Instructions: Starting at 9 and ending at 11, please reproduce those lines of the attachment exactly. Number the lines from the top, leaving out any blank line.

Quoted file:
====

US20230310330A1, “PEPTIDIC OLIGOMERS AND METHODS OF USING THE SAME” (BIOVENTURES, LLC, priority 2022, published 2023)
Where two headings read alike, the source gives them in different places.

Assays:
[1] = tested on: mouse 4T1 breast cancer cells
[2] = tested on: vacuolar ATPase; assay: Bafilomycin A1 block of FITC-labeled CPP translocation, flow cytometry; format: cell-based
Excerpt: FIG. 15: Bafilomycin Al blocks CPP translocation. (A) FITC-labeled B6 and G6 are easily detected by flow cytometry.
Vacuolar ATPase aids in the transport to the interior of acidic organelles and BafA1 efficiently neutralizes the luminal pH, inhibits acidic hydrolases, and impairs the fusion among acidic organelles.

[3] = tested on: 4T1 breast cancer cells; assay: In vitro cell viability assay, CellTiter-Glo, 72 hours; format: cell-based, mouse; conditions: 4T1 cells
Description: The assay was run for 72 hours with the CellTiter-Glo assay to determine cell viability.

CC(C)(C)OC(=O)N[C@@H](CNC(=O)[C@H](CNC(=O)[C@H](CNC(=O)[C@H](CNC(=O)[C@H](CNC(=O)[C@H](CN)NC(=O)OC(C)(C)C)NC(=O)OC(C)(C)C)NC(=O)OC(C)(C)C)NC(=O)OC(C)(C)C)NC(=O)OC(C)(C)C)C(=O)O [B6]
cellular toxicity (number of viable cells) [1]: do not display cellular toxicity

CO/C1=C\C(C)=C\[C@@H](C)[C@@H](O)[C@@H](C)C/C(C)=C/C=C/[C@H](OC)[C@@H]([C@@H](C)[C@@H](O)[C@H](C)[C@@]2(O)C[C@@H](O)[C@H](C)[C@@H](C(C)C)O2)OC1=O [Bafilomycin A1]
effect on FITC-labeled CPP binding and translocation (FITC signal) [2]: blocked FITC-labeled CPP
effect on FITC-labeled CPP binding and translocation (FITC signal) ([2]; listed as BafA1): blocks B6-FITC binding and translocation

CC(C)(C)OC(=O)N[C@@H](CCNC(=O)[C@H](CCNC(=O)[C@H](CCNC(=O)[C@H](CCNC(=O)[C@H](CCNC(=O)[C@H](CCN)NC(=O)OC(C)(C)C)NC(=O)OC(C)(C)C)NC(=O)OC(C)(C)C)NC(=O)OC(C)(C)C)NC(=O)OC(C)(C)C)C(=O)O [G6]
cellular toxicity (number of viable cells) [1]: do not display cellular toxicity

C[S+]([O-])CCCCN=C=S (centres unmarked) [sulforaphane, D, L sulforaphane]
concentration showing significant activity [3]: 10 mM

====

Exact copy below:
Description: The assay was run for 72 hours with the CellTiter-Glo assay to determine cell viability.

CC(C)(C)OC(=O)N[C@@H](CNC(=O)[C@H](CNC(=O)[C@H](CNC(=O)[C@H](CNC(=O)[C@H](CNC(=O)[C@H](CN)NC(=O)OC(C)(C)C)NC(=O)OC(C)(C)C)NC(=O)OC(C)(C)C)NC(=O)OC(C)(C)C)NC(=O)OC(C)(C)C)C(=O)O [B6]
cellular toxicity (number of viable cells) [1]: do not display cellular toxicity